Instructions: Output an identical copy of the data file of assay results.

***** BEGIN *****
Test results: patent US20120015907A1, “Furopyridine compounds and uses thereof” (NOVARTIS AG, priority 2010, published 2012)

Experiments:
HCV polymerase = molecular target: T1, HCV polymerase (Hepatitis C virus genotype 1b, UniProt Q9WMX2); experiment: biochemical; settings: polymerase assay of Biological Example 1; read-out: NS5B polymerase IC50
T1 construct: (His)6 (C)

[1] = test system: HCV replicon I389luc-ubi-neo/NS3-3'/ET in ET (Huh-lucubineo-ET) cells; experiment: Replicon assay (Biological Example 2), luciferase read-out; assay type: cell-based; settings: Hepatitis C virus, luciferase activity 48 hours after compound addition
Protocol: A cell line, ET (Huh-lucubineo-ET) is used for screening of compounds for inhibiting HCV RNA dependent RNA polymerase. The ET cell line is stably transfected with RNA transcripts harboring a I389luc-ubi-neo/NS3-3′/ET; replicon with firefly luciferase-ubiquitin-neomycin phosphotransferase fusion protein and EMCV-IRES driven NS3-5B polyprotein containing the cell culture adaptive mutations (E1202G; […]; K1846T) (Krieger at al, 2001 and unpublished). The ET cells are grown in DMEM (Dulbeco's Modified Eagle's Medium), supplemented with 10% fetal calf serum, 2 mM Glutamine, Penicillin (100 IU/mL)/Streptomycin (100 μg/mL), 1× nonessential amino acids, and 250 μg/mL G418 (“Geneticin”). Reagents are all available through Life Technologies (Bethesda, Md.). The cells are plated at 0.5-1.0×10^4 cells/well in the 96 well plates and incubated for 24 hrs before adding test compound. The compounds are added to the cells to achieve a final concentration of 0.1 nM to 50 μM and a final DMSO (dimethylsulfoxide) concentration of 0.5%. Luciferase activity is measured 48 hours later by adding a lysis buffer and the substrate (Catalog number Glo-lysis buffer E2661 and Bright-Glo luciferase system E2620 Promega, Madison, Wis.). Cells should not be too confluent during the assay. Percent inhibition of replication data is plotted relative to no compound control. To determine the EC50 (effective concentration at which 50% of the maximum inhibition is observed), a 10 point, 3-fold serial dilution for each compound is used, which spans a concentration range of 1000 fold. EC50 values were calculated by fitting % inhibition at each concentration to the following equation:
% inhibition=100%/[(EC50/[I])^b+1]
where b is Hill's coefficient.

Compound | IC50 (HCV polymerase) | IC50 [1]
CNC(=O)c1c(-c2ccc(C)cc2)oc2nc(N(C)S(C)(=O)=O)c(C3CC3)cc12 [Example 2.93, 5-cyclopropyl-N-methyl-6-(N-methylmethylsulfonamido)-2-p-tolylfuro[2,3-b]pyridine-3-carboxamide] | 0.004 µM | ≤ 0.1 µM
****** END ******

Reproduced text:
Test results: patent US20120015907A1, “Furopyridine compounds and uses thereof” (NOVARTIS AG, priority 2010, published 2012)

Experiments:
HCV polymerase = molecular target: T1, HCV polymerase (Hepatitis C virus genotype 1b, UniProt Q9WMX2); experiment: biochemical; settings: polymerase assay of Biological Example 1; read-out: NS5B polymerase IC50
T1 construct: (His)6 (C)

[1] = test system: HCV replicon I389luc-ubi-neo/NS3-3'/ET in ET (Huh-lucubineo-ET) cells; experiment: Replicon assay (Biological Example 2), luciferase read-out; assay type: cell-based; settings: Hepatitis C virus, luciferase activity 48 hours after compound addition
Protocol: A cell line, ET (Huh-lucubineo-ET) is used for screening of compounds for inhibiting HCV RNA dependent RNA polymerase. The ET cell line is stably transfected with RNA transcripts harboring a I389luc-ubi-neo/NS3-3′/ET; replicon with firefly luciferase-ubiquitin-neomycin phosphotransferase fusion protein and EMCV-IRES driven NS3-5B polyprotein containing the cell culture adaptive mutations (E1202G; […]; K1846T) (Krieger at al, 2001 and unpublished). The ET cells are grown in DMEM (Dulbeco's Modified Eagle's Medium), supplemented with 10% fetal calf serum, 2 mM Glutamine, Penicillin (100 IU/mL)/Streptomycin (100 μg/mL), 1× nonessential amino acids, and 250 μg/mL G418 (“Geneticin”). Reagents are all available through Life Technologies (Bethesda, Md.). The cells are plated at 0.5-1.0×10^4 cells/well in the 96 well plates and incubated for 24 hrs before adding test compound. The compounds are added to the cells to achieve a final concentration of 0.1 nM to 50 μM and a final DMSO (dimethylsulfoxide) concentration of 0.5%. Luciferase activity is measured 48 hours later by adding a lysis buffer and the substrate (Catalog number Glo-lysis buffer E2661 and Bright-Glo luciferase system E2620 Promega, Madison, Wis.). Cells should not be too confluent during the assay. Percent inhibition of replication data is plotted relative to no compound control. To determine the EC50 (effective concentration at which 50% of the maximum inhibition is observed), a 10 point, 3-fold serial dilution for each compound is used, which spans a concentration range of 1000 fold. EC50 values were calculated by fitting % inhibition at each concentration to the following equation:
% inhibition=100%/[(EC50/[I])^b+1]
where b is Hill's coefficient.

Compound | IC50 (HCV polymerase) | IC50 [1]
CNC(=O)c1c(-c2ccc(C)cc2)oc2nc(N(C)S(C)(=O)=O)c(C3CC3)cc12 [Example 2.93, 5-cyclopropyl-N-methyl-6-(N-methylmethylsulfonamido)-2-p-tolylfuro[2,3-b]pyridine-3-carboxamide] | 0.004 µM | ≤ 0.1 µM